Editor’s note: This is one in a series of six pieces that shows how professional sports owners in America contribute to political campaigns, why they spend millions in the space and what that financial power means as athletes across sports continue to embrace activism of their own.
ON THE FIRST day of early voting at State Farm Arena in Atlanta this month, a familiar face peered out from behind a mask. Not all of the voters who passed by Lloyd Pierce, the head coach of the Atlanta Hawks, recognized him at first.
“I got a lot of ‘I thought that was you’ on the way out,” Pierce said, joking.
Besides the mask, which covered his beard and mustache, the context was all off. In any other year, the Hawks would be opening up a new NBA season as Election Day approached. The arena would be full of fans and vendors, not voters — or in Pierce’s case, greeters volunteering to help direct people through this most unusual voting experience.
“My first day, there was a man bringing his son down who was a first-time voter,” Pierce said. “It was a cool moment to be a part of, to see that right to vote being passed down from generation to generation.
“And to think that someone’s first time voting is in an NBA arena? What a great experience.”
But Pierce was not there just for the experience.
Five months earlier, Pierce had spoken at an NAACP march and vowed to do more as his community and his country tried to confront the social justice issues that had been laid bare by the killing of George Floyd, an unarmed Black man who died while in the custody of Minneapolis police in May.
Pierce was joined on stage by several of his players, including John Collins, Kevin Huerter, Damian Jones and Vince Carter. And they were not alone. Across the country, dozens of professional athletes joined demonstrations this spring, calling for change. When their sports resumed play this summer, the WNBA and NBA dedicated their seasons to promoting social justice.
But calling for change and creating change are very different, and this moment — with widespread social unrest, economic insecurity caused by the COVID-19 pandemic and a racially charged election cycle — created an entirely new challenge: How could athletes channel the power of their collective voice into political action? And how could their leagues and franchises help?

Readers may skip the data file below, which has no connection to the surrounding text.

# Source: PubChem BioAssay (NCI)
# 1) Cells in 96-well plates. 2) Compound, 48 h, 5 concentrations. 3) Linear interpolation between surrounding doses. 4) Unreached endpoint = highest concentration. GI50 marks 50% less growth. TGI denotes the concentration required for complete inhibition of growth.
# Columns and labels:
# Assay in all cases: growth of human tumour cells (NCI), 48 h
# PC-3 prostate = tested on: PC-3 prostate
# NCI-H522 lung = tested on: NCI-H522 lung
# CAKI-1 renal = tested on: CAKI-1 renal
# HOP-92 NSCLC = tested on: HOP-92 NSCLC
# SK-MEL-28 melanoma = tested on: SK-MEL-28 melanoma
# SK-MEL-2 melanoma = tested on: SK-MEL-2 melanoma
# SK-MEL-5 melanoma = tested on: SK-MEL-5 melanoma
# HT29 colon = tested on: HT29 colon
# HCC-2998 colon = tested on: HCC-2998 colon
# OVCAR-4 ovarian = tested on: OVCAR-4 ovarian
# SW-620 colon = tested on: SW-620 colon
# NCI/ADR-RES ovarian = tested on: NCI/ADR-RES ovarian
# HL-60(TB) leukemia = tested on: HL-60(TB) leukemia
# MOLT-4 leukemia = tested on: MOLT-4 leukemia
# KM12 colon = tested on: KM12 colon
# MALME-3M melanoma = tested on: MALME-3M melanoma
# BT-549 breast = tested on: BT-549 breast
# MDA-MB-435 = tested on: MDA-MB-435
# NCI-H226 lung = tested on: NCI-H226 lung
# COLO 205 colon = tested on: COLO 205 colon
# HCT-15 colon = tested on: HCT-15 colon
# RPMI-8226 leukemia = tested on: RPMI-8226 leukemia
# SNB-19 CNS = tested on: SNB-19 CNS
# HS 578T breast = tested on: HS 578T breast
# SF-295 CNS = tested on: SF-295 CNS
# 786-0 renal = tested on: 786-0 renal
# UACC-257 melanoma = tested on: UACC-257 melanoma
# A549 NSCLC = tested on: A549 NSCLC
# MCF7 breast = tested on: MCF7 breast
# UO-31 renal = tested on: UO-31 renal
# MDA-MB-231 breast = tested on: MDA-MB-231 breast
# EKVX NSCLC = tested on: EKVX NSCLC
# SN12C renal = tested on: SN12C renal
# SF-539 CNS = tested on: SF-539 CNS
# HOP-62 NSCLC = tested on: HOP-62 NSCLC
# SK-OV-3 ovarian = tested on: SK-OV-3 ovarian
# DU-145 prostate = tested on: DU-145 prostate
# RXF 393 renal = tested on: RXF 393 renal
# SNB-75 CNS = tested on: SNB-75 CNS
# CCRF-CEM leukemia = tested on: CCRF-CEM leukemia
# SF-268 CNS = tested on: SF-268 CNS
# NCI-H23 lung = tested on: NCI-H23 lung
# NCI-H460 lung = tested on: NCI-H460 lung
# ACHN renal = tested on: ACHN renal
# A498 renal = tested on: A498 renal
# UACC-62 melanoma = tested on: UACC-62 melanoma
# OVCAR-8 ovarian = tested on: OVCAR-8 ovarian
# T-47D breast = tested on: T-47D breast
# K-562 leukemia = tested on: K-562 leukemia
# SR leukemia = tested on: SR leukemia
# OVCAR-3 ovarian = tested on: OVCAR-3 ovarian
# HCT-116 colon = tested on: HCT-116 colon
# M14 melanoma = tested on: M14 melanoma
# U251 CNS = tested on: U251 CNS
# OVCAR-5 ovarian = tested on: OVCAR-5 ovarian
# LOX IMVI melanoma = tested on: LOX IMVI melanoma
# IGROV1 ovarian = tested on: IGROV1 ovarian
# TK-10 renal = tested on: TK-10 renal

“What else could we do other than tweet or do a PSA?” Pierce said. “The more you dig into it, the more you realize there’s things that we all can do, and voting was the first step.”
MORE: How owners hide political donations from players and fans
ACROSS THE COUNTRY in Los Angeles, Lakers forward LeBron James was asking those same types of questions to his longtime advisers Maverick Carter and Adam Mendelsohn.
Throughout his career, James had ventured into politics on numerous occasions. In 2016, he’d even campaigned for Democratic presidential candidate Hillary Clinton in his home state of Ohio.
But this time, endorsing one candidate felt limiting. The moment called for systemic change.
“We really wanted to bring together a coalition of athletes and artists and build an organization that would fight back against voter suppression, specifically in our Black and brown communities,” Carter said. “We wanted to put forth initiatives that would really change things, and not just post on social media, because when you study the history of Black voter suppression, it’s a real thing.”
Carter and Mendelsohn had worked with James long enough to know that when he put his name and voice behind a cause, he’d want a fully developed strategy. So in January, they’d contacted Addisu Demissie, the former presidential campaign manager for Sen. Cory Booker, to see whether he’d be interested in heading up an organization they’d call More Than a Vote.
Initially, the organization was seen as an extension of James’ other venture, More Than an Athlete, and the scope of the new project was limited to producing content in and around the 2020 election.
But everything changed after George Floyd was killed. James wanted to do something on a bigger scale. He wanted to build a political organization that would leverage not only his platform of 122 million social media followers, but also some of the biggest celebrities and names in sports: Patrick Mahomes, Alvin Kamara, Jack Flaherty, Allyson Felix, Ben Simmons, Trae Young, Mo Bamba, Kevin Hart, Toni Braxton, Sloane Stephens and Draymond Green.
The organization would focus on combating voter suppression, particularly in the Black community. According to Pew Research, the 2016 election was the first time Black voter participation had declined in 20 years in a presidential election.